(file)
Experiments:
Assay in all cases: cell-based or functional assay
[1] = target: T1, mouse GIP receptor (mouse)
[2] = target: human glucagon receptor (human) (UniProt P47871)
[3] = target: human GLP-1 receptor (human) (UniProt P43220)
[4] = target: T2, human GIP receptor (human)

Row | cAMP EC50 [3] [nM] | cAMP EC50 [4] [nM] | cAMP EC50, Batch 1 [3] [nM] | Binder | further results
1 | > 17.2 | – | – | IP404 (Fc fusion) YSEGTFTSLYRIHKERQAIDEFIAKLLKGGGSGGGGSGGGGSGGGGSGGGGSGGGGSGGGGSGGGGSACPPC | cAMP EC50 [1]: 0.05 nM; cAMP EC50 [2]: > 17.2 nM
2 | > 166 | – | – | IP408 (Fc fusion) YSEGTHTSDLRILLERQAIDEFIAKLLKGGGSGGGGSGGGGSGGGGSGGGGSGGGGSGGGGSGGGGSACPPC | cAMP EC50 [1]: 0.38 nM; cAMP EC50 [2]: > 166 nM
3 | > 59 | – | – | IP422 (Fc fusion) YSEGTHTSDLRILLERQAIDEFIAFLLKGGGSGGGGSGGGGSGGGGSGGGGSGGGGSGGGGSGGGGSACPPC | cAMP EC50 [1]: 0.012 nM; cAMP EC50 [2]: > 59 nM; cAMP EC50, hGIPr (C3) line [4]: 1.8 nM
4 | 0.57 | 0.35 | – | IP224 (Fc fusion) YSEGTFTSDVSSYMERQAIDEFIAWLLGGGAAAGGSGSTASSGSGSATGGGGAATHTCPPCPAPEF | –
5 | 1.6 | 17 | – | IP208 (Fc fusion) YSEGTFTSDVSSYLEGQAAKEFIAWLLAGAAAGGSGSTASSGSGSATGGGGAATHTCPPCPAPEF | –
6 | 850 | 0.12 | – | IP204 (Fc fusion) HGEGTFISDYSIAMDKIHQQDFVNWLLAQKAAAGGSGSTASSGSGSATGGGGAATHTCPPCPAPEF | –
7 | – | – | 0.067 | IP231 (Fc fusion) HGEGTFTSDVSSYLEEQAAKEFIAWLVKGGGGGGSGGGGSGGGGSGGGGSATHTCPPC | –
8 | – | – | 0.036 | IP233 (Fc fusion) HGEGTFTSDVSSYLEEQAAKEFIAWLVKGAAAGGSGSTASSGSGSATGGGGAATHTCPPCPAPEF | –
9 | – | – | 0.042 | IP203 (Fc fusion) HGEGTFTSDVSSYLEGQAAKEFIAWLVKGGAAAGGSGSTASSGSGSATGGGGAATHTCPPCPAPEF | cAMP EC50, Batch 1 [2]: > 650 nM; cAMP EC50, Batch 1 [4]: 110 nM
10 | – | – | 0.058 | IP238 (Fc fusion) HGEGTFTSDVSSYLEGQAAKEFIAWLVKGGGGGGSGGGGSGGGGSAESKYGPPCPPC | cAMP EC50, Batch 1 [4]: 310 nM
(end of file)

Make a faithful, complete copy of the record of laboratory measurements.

Experiments:
Assay in all cases: cell-based or functional assay
[1] = target: T1, mouse GIP receptor (mouse)
[2] = target: human glucagon receptor (human) (UniProt P47871)
[3] = target: human GLP-1 receptor (human) (UniProt P43220)
[4] = target: T2, human GIP receptor (human)

Row | cAMP EC50 [3] [nM] | cAMP EC50 [4] [nM] | cAMP EC50, Batch 1 [3] [nM] | Binder | further results
1 | > 17.2 | – | – | IP404 (Fc fusion) YSEGTFTSLYRIHKERQAIDEFIAKLLKGGGSGGGGSGGGGSGGGGSGGGGSGGGGSGGGGSGGGGSACPPC | cAMP EC50 [1]: 0.05 nM; cAMP EC50 [2]: > 17.2 nM
2 | > 166 | – | – | IP408 (Fc fusion) YSEGTHTSDLRILLERQAIDEFIAKLLKGGGSGGGGSGGGGSGGGGSGGGGSGGGGSGGGGSGGGGSACPPC | cAMP EC50 [1]: 0.38 nM; cAMP EC50 [2]: > 166 nM
3 | > 59 | – | – | IP422 (Fc fusion) YSEGTHTSDLRILLERQAIDEFIAFLLKGGGSGGGGSGGGGSGGGGSGGGGSGGGGSGGGGSGGGGSACPPC | cAMP EC50 [1]: 0.012 nM; cAMP EC50 [2]: > 59 nM; cAMP EC50, hGIPr (C3) line [4]: 1.8 nM
4 | 0.57 | 0.35 | – | IP224 (Fc fusion) YSEGTFTSDVSSYMERQAIDEFIAWLLGGGAAAGGSGSTASSGSGSATGGGGAATHTCPPCPAPEF | –
5 | 1.6 | 17 | – | IP208 (Fc fusion) YSEGTFTSDVSSYLEGQAAKEFIAWLLAGAAAGGSGSTASSGSGSATGGGGAATHTCPPCPAPEF | –
6 | 850 | 0.12 | – | IP204 (Fc fusion) HGEGTFISDYSIAMDKIHQQDFVNWLLAQKAAAGGSGSTASSGSGSATGGGGAATHTCPPCPAPEF | –
7 | – | – | 0.067 | IP231 (Fc fusion) HGEGTFTSDVSSYLEEQAAKEFIAWLVKGGGGGGSGGGGSGGGGSGGGGSATHTCPPC | –
8 | – | – | 0.036 | IP233 (Fc fusion) HGEGTFTSDVSSYLEEQAAKEFIAWLVKGAAAGGSGSTASSGSGSATGGGGAATHTCPPCPAPEF | –
9 | – | – | 0.042 | IP203 (Fc fusion) HGEGTFTSDVSSYLEGQAAKEFIAWLVKGGAAAGGSGSTASSGSGSATGGGGAATHTCPPCPAPEF | cAMP EC50, Batch 1 [2]: > 650 nM; cAMP EC50, Batch 1 [4]: 110 nM
10 | – | – | 0.058 | IP238 (Fc fusion) HGEGTFTSDVSSYLEGQAAKEFIAWLVKGGGGGGSGGGGSGGGGSAESKYGPPCPPC | cAMP EC50, Batch 1 [4]: 310 nM